Cases we've worked on

Last year we received just under 800 enquiries, and were able to give free legal advice to 113 clients. Here are some of the ways in which we've helped.

Last year we received just under 800 enquiries, and were able to give free legal advice to 113 clients. Here are some of the ways in which we've helped.

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Students working in our Law Clinics

Reuniting Families

At the Sussex Law Clinics our students have been working with a young man from Afghanistan who fled to the UK to escape the Taliban while he was still a minor. He and his family suffered a series of deeply traumatic events – the Taliban invaded his family's home and murdered one of his siblings in front of him, his mother and younger sister. Our client successfully applied for asylum when he arrived in the UK and is now living here with refugee status.

He still fears for the safety of his family however, and longs to be reunited with them. While refugees are able to apply for family reunion to bring their families to join them in the UK, these are very complicated and difficult applications to make. It is usually reserved for the refugee's spouse and children. Furthermore, since the legal aid cuts came into force, it is no longer possible to get legal aid to help with refugee family reunion applications. Refugees are expected to make these applications by themselves, often with a significant language barrier and while still recovering from the traumatic events that led them to flee. This left our client in an extremely difficult and distressing situation.

We have been able to support him and his family to gather the appropriate evidence and make an application. However, if the Home Office refuse the application, he will desperately need a lawyer to represent him in the appeal hearing at the Immigration Tribunal. That is a vital step of the process that we currently don't have the resources to cover.

Outside the Rules - Successful Article 8 ECHR application

Last year, we worked with a Nigerian client who had been destitute for the last 6 years after the Home Office rejected his asylum claim. He was desperate to remain in the UK out of fear for his safety in Nigeria, and so that he could be with his two children, who were both born in the UK and have British Citizenship. Without regularizing his immigration status, he had no right to work or claim benefits. With no income, he was reliant on food banks and the hospitality of various charitable organizations to get by. He remained a very active father, with a significant role in his children's care, providing indispensable support for his autistic son. He made several applications for leave to remain on the basis of this family life, so that he could stay in the UK to continue raising his children. However, each of his applications were refused and, as a result, he had no official immigration status and no means to work his way out of destitution. He came to the Clinic and asked us to help him to make a further application for leave to remain.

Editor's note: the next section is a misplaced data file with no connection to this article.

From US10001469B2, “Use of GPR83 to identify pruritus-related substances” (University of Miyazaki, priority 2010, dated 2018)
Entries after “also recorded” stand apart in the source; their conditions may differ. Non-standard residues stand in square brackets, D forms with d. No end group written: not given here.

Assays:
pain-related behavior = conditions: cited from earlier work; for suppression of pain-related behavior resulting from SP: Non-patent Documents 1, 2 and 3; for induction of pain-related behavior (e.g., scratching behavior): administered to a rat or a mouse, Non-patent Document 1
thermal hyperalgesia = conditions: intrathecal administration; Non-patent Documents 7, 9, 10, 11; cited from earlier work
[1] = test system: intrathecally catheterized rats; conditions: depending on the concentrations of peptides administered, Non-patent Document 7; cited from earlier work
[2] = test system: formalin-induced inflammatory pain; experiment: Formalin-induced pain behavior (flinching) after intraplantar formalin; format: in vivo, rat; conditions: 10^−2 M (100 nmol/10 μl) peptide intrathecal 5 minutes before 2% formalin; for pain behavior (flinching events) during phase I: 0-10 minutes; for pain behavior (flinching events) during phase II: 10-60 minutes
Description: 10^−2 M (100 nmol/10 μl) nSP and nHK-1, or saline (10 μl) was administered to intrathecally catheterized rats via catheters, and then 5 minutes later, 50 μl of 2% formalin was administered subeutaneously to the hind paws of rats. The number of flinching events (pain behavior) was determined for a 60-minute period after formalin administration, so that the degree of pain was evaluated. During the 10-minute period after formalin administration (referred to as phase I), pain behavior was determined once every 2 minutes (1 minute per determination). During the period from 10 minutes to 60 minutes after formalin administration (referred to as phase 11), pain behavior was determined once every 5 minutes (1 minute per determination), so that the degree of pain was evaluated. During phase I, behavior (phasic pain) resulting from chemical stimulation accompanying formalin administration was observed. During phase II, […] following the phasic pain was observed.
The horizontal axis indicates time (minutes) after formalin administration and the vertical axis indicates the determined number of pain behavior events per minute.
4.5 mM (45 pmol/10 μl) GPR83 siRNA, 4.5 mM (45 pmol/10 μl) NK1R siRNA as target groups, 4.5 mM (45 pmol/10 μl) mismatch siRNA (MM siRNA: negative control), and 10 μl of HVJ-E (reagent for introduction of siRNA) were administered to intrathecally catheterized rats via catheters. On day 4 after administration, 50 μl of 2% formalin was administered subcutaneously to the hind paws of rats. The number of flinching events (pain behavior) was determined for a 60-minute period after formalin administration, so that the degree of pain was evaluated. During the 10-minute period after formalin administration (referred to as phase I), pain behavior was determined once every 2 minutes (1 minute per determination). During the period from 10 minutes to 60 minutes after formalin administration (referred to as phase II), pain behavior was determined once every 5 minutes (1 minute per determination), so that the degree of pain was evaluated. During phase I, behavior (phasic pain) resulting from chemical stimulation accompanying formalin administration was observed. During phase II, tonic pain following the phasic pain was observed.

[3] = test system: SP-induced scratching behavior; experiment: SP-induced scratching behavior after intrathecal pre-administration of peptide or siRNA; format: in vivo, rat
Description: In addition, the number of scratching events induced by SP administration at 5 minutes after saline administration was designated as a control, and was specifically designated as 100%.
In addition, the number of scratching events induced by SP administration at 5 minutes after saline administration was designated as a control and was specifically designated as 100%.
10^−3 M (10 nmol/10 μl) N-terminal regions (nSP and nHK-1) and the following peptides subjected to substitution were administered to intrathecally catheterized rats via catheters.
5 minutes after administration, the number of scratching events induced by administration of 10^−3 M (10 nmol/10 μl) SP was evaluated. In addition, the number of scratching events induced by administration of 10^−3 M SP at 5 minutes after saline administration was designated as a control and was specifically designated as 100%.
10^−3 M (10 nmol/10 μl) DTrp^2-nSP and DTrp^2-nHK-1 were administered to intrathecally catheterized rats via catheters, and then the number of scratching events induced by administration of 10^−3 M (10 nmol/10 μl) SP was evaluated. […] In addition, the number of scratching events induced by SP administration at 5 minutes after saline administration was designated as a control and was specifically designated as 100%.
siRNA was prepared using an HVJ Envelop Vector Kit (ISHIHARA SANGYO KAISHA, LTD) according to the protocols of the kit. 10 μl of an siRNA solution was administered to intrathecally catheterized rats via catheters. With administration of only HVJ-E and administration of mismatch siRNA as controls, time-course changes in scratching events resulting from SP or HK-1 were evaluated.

His case was challenging in that he did not satisfy the criteria for leave to remain under the Home Office's Immigration Rules, despite having children in the UK who he actively cared for. Therefore, under the Immigration Rules, his application would be refused. It was therefore necessary to make an application 'outside of the Rules', relying on Human Rights Law. Such applications are only granted in exceptional circumstances. We helped him to gather and prepare evidence to show that his case was exceptional, including evidence of his son's medical condition and our client's role in caring for him. We also helped him and his family members to compose witness statements to support the application, explaining the strength of their family life and the importance of his role as a father. The application fee would ordinarily have cost £1,033 plus a £1,000 health surcharge, which was prohibitively expensive for him.

We helped him to submit a successful fee waiver application and, once that was granted, the application for leave to remain itself. The Home Office accepted that, due to the exceptional nature of his case, it would breach his, and his family's, right to family life under Article 8 of the European Convention on Human Rights to remove him from the UK. His application was granted, meaning that he now has the right to live and work in the UK. He will be able to earn an income, work his way out of destitution and to raise his children without the fear of being separated from them.

You can read more stories from the Law Clinics here.

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